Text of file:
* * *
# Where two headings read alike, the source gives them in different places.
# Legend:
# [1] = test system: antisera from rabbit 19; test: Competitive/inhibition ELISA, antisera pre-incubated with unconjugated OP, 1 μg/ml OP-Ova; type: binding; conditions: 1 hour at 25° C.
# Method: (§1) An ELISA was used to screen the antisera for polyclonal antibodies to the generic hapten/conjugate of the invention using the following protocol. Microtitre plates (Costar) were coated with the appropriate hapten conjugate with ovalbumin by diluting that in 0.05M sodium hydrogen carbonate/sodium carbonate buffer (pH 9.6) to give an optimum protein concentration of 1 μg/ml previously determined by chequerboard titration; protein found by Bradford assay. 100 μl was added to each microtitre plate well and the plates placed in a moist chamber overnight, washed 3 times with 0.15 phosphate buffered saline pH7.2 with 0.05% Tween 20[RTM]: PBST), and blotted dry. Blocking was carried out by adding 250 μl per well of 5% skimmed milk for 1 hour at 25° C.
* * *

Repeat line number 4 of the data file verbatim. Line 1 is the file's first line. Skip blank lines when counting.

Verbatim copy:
# Method: (§1) An ELISA was used to screen the antisera for polyclonal antibodies to the generic hapten/conjugate of the invention using the following protocol. Microtitre plates (Costar) were coated with the appropriate hapten conjugate with ovalbumin by diluting that in 0.05M sodium hydrogen carbonate/sodium carbonate buffer (pH 9.6) to give an optimum protein concentration of 1 μg/ml previously determined by chequerboard titration; protein found by Bradford assay. 100 μl was added to each microtitre plate well and the plates placed in a moist chamber overnight, washed 3 times with 0.15 phosphate buffered saline pH7.2 with 0.05% Tween 20[RTM]: PBST), and blotted dry. Blocking was carried out by adding 250 μl per well of 5% skimmed milk for 1 hour at 25° C.